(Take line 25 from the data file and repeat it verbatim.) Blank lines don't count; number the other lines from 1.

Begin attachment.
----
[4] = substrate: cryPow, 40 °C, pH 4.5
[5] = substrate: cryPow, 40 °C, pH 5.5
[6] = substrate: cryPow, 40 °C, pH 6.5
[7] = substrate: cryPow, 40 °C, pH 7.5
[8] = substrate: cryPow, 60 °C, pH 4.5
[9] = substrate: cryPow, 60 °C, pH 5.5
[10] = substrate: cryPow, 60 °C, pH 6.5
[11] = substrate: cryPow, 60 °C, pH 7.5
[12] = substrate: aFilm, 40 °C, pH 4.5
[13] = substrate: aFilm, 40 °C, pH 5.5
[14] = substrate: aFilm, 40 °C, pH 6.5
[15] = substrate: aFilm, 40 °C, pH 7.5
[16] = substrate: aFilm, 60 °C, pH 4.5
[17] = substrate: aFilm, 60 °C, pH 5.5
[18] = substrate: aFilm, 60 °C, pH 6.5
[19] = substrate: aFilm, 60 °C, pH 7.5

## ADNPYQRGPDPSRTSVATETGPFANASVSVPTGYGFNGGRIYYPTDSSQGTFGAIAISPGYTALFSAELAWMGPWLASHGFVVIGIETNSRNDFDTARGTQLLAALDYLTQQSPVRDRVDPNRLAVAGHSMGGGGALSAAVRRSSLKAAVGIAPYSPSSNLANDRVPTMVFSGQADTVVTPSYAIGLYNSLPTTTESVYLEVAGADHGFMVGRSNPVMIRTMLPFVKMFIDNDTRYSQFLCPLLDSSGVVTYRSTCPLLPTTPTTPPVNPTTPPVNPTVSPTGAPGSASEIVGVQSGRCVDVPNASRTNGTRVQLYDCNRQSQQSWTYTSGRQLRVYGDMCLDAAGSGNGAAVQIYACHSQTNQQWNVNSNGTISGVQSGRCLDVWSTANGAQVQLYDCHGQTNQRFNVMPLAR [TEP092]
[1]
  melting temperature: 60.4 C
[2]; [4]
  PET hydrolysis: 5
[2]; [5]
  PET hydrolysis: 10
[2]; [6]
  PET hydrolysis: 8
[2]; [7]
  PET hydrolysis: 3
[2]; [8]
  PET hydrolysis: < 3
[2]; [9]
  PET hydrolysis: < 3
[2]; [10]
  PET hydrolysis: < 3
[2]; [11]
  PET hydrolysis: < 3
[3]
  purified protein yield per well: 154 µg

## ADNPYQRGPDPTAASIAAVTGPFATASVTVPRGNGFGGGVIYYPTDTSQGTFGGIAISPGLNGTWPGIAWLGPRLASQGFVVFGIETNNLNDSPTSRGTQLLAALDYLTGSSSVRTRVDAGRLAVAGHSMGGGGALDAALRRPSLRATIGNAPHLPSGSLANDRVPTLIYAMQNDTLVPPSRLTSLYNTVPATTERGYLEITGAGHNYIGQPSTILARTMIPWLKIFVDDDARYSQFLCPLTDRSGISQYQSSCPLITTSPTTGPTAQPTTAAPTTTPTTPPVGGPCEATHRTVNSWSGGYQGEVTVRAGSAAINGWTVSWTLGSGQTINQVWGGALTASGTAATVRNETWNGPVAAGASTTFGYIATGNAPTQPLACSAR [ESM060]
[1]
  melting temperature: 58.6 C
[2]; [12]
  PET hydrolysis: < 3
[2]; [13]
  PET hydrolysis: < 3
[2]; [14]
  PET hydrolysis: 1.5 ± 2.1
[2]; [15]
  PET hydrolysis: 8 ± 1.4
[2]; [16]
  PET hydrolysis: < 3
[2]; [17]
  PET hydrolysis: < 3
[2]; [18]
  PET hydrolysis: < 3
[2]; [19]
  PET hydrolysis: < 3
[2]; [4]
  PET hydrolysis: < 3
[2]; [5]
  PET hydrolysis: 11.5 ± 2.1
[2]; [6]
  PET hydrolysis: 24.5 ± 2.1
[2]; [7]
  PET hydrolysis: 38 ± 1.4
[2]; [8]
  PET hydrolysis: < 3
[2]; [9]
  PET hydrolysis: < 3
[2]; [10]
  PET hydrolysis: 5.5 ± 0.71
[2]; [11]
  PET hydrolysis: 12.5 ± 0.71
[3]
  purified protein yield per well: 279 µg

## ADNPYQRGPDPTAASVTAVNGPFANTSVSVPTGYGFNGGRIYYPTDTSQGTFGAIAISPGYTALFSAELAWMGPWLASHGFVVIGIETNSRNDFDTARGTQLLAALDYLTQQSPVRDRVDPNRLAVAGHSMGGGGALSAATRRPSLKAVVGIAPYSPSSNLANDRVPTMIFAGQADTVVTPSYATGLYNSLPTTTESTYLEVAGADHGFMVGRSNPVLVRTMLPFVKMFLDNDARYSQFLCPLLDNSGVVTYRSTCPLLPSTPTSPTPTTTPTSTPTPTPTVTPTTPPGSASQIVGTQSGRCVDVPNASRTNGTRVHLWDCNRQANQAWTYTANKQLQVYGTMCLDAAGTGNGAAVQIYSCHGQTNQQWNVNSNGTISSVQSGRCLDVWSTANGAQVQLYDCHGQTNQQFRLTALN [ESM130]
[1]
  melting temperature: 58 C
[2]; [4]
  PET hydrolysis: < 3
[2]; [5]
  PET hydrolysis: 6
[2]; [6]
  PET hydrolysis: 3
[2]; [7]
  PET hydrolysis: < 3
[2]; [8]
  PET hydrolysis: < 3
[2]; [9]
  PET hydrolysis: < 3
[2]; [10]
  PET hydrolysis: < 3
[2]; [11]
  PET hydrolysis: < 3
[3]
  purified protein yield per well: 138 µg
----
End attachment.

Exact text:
  PET hydrolysis: 8